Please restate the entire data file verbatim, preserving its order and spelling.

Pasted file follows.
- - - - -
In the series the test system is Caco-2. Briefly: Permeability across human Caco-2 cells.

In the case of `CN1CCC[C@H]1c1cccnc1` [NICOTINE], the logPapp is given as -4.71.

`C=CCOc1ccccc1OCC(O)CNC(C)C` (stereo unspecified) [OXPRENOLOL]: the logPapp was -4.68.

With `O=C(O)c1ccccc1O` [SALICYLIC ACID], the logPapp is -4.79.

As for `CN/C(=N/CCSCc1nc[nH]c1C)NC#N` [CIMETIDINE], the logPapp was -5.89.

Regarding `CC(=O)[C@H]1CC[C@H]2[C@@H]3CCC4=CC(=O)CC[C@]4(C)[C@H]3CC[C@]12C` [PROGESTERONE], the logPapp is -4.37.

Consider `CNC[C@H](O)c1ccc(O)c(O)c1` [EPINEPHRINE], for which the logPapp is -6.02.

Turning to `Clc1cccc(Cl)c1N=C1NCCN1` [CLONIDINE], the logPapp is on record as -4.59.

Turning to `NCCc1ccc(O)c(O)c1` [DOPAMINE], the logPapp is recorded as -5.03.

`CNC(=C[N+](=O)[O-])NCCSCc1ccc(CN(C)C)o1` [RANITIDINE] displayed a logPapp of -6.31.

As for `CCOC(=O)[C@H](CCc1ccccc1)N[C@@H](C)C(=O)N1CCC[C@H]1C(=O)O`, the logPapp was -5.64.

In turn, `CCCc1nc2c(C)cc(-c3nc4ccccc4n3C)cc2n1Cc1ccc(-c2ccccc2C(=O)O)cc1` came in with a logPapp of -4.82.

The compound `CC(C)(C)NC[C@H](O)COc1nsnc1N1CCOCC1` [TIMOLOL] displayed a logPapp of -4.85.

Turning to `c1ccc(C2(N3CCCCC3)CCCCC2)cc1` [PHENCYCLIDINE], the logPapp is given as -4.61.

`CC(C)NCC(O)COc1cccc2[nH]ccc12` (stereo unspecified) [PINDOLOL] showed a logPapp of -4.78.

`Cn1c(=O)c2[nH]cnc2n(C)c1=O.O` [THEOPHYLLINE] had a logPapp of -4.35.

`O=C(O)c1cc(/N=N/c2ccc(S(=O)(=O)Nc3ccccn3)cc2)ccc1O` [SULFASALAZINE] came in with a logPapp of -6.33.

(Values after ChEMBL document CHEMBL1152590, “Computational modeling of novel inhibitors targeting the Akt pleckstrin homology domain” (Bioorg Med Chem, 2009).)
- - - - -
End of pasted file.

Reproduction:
In the series the test system is Caco-2. Briefly: Permeability across human Caco-2 cells.

In the case of `CN1CCC[C@H]1c1cccnc1` [NICOTINE], the logPapp is given as -4.71.

`C=CCOc1ccccc1OCC(O)CNC(C)C` (stereo unspecified) [OXPRENOLOL]: the logPapp was -4.68.

With `O=C(O)c1ccccc1O` [SALICYLIC ACID], the logPapp is -4.79.

As for `CN/C(=N/CCSCc1nc[nH]c1C)NC#N` [CIMETIDINE], the logPapp was -5.89.

Regarding `CC(=O)[C@H]1CC[C@H]2[C@@H]3CCC4=CC(=O)CC[C@]4(C)[C@H]3CC[C@]12C` [PROGESTERONE], the logPapp is -4.37.

Consider `CNC[C@H](O)c1ccc(O)c(O)c1` [EPINEPHRINE], for which the logPapp is -6.02.

Turning to `Clc1cccc(Cl)c1N=C1NCCN1` [CLONIDINE], the logPapp is on record as -4.59.

Turning to `NCCc1ccc(O)c(O)c1` [DOPAMINE], the logPapp is recorded as -5.03.

`CNC(=C[N+](=O)[O-])NCCSCc1ccc(CN(C)C)o1` [RANITIDINE] displayed a logPapp of -6.31.

As for `CCOC(=O)[C@H](CCc1ccccc1)N[C@@H](C)C(=O)N1CCC[C@H]1C(=O)O`, the logPapp was -5.64.

In turn, `CCCc1nc2c(C)cc(-c3nc4ccccc4n3C)cc2n1Cc1ccc(-c2ccccc2C(=O)O)cc1` came in with a logPapp of -4.82.

The compound `CC(C)(C)NC[C@H](O)COc1nsnc1N1CCOCC1` [TIMOLOL] displayed a logPapp of -4.85.

Turning to `c1ccc(C2(N3CCCCC3)CCCCC2)cc1` [PHENCYCLIDINE], the logPapp is given as -4.61.

`CC(C)NCC(O)COc1cccc2[nH]ccc12` (stereo unspecified) [PINDOLOL] showed a logPapp of -4.78.

`Cn1c(=O)c2[nH]cnc2n(C)c1=O.O` [THEOPHYLLINE] had a logPapp of -4.35.

`O=C(O)c1cc(/N=N/c2ccc(S(=O)(=O)Nc3ccccn3)cc2)ccc1O` [SULFASALAZINE] came in with a logPapp of -6.33.

(Values after ChEMBL document CHEMBL1152590, “Computational modeling of novel inhibitors targeting the Akt pleckstrin homology domain” (Bioorg Med Chem, 2009).)